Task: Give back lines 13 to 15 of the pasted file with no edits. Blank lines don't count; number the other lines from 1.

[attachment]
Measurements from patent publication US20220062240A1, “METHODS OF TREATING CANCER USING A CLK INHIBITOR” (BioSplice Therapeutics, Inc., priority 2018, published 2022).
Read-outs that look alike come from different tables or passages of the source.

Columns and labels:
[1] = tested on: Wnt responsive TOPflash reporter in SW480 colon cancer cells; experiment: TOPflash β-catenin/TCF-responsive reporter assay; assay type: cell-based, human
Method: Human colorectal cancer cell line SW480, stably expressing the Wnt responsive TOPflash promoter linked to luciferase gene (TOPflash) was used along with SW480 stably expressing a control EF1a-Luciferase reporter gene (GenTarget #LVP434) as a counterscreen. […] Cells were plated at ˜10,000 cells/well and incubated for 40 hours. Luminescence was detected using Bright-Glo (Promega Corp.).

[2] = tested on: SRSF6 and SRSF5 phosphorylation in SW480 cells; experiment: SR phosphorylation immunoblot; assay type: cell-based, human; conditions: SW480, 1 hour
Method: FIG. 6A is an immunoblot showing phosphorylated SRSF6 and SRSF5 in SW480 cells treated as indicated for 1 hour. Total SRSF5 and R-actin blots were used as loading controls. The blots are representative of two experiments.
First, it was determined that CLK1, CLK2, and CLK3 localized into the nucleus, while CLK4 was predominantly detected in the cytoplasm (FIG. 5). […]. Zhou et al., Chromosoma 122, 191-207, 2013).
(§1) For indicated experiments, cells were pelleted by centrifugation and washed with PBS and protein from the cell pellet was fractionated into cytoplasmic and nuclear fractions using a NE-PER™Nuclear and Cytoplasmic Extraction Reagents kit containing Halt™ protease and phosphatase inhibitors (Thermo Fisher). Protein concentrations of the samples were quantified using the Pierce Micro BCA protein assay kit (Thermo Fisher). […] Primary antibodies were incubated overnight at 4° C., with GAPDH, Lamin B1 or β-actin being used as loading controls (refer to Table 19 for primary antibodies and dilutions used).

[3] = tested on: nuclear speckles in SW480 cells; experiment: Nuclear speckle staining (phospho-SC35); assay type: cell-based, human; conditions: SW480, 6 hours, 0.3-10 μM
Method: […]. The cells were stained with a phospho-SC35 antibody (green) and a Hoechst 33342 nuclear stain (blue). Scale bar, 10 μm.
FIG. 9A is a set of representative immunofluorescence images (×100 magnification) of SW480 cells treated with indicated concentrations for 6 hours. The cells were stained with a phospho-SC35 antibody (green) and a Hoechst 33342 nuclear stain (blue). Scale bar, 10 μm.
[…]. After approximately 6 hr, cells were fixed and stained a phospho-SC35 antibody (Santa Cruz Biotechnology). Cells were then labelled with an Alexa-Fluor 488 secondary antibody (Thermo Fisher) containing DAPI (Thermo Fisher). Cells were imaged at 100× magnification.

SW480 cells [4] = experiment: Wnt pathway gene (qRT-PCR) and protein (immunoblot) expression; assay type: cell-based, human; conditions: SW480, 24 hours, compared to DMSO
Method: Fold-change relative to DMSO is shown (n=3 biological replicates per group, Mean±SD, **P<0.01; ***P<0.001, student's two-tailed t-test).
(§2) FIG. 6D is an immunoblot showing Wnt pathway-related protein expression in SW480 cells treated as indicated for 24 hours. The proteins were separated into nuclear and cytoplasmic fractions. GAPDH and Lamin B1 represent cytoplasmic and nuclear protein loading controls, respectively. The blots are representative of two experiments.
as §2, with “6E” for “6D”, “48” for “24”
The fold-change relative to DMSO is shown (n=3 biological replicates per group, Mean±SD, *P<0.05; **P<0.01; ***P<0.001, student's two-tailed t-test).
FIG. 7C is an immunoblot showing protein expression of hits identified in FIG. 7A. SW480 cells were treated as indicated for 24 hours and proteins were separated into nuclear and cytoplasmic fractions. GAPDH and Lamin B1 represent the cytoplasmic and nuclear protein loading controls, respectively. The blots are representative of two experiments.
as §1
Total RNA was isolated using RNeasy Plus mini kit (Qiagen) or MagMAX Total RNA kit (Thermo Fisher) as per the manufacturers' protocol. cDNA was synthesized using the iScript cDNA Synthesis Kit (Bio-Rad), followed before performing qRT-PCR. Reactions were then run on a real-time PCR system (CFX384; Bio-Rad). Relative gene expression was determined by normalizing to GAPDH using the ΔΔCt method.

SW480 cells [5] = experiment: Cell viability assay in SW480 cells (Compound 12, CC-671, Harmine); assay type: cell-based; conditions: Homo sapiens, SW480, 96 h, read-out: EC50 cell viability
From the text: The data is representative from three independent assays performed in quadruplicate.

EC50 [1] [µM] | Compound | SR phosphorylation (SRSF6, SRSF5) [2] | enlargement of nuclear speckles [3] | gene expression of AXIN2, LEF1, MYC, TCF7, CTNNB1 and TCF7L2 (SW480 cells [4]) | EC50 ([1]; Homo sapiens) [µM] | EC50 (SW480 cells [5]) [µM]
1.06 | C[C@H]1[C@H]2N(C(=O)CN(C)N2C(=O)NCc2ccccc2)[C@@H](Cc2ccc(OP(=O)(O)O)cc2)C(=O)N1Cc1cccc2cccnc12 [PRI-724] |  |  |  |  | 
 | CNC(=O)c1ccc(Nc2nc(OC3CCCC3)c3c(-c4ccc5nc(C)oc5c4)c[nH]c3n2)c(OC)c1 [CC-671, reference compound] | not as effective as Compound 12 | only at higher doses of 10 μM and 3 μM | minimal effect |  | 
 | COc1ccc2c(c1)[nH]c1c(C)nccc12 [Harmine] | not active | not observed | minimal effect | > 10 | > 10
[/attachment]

[…]. After approximately 6 hr, cells were fixed and stained a phospho-SC35 antibody (Santa Cruz Biotechnology). Cells were then labelled with an Alexa-Fluor 488 secondary antibody (Thermo Fisher) containing DAPI (Thermo Fisher). Cells were imaged at 100× magnification.

SW480 cells [4] = experiment: Wnt pathway gene (qRT-PCR) and protein (immunoblot) expression; assay type: cell-based, human; conditions: SW480, 24 hours, compared to DMSO
Method: Fold-change relative to DMSO is shown (n=3 biological replicates per group, Mean±SD, **P<0.01; ***P<0.001, student's two-tailed t-test).